The earliest mention of a fox in the neighborhood on the Facebook discussion group “Living in Germantown: All Together” came back in July, when resident Alima Umm Lam’yaa “spotted a FOX running down the street on Coulter near Morris earlier.”
Since then, there have been several more sightings; at least one case involved two foxes together. The most recent one was a “home invasion,” where G’towner Garlen Capita, a community planner at WRT Architects, photographed one on the front porch of a neighbor’s home in the 300 block of West Earlham Terrace. Read more »
A man works inside a home on Boyer Street in Germantown | Images via Ken Weinstein
It’s been about eight months since we’ve checked in with developer Ken Weinstein regarding the Jumpstart Germantown program, an incubator of sorts for people looking to get their foot in the door of real estate development. Typically, we’re asking him about his various workings in private development through his company Philly Office Retail, but the success of the mentorship program has really started to take hold and make an impact.
“What’s really hit me about the program is how much pent up demand there is for people who want to be in economic development,” said Weinstein. He added that he wants to take that demand from mere “coffee table talk” to a reality.
Though it may not be one of the booming neighborhoods that ring Center City, Germantown is one of the most affordable (and historic) places in the city. Getting into town and around the region is a relative breeze, as it offers great access to nearby highways, two train lines and multiple bus routes. The neighborhood has a lot going for it, including a spruced up Vernon Park, a growing business district, and plenty of opportunity for those looking to responsibly redevelop the aging or vacant housing stock, an area in the neighborhood that’s in desperate need of reinvestment.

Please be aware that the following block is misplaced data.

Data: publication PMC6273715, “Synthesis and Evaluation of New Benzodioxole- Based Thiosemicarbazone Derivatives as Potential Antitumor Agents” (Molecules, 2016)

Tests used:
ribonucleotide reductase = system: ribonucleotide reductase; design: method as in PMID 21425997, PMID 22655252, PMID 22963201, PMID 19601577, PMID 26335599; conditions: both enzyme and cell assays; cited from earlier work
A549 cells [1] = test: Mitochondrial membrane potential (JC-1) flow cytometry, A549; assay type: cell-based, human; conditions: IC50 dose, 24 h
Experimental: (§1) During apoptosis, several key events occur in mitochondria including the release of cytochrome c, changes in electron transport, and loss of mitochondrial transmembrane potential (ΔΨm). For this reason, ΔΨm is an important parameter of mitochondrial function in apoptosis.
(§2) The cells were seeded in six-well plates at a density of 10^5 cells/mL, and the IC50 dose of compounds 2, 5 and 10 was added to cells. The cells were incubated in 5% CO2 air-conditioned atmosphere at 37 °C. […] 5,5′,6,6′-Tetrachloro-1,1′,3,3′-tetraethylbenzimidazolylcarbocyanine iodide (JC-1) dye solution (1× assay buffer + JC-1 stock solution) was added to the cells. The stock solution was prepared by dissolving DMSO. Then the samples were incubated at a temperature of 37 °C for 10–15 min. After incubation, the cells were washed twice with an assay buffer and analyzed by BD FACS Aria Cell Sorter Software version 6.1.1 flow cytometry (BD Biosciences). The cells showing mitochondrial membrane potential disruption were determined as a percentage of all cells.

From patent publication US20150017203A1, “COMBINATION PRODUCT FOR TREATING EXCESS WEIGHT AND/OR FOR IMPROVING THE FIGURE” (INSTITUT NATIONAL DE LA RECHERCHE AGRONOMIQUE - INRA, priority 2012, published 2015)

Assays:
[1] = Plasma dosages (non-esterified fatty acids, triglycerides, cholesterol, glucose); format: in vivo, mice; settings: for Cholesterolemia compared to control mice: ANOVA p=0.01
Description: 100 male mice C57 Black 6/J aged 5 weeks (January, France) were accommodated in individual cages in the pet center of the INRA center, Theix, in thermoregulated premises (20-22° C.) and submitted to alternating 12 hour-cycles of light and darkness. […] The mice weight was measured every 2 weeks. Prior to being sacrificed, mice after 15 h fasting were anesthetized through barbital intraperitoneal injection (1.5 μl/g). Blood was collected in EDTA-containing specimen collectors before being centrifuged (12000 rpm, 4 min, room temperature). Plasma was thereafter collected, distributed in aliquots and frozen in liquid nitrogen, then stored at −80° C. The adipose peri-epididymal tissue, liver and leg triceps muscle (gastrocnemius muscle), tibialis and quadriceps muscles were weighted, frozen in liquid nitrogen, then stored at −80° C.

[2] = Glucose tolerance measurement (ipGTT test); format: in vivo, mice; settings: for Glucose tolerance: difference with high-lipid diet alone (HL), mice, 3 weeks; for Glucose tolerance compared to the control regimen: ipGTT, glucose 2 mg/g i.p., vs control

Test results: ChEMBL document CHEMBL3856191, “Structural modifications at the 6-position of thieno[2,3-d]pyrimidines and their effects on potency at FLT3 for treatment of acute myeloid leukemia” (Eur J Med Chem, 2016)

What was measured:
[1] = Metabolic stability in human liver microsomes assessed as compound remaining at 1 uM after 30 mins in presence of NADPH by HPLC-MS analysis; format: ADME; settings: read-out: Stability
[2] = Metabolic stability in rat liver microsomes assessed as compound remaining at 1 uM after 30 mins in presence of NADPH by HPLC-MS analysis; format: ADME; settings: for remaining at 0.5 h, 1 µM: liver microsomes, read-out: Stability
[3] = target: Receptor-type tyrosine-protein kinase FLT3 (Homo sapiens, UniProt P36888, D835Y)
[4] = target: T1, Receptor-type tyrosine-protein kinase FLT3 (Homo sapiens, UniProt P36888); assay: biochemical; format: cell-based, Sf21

“Of all the things we’ve done in the last 10 years, Jumpstart Germantowwn is one of our most exciting projects,” beamed Weinstein, who administers the growing program with one other Philly Office Retail staffer. “It will have more impact than most anything else we’ve worked on.”
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Photo credit: Joseph Kaczmarek | Courtesy of the Boys & Girls Clubs of Philadelphia
Here’s some happy news for your mid-week slump: the Boys & Girls Clubs of Philadelphia and Comcast have teamed up to create “A Bold Change for Kids,” a capital campaign that’s aiming to raise $40 million, half of which would go to funding the construction of a new Germantown club! The rest, according to yesterday’s press release, would go to renovating the following club branches: Bridesburg, Northeast Frankford, Police Officer Lauretha Vaird, Shane Victorino Nicetown, Wayne Avenue, and Wissahickon.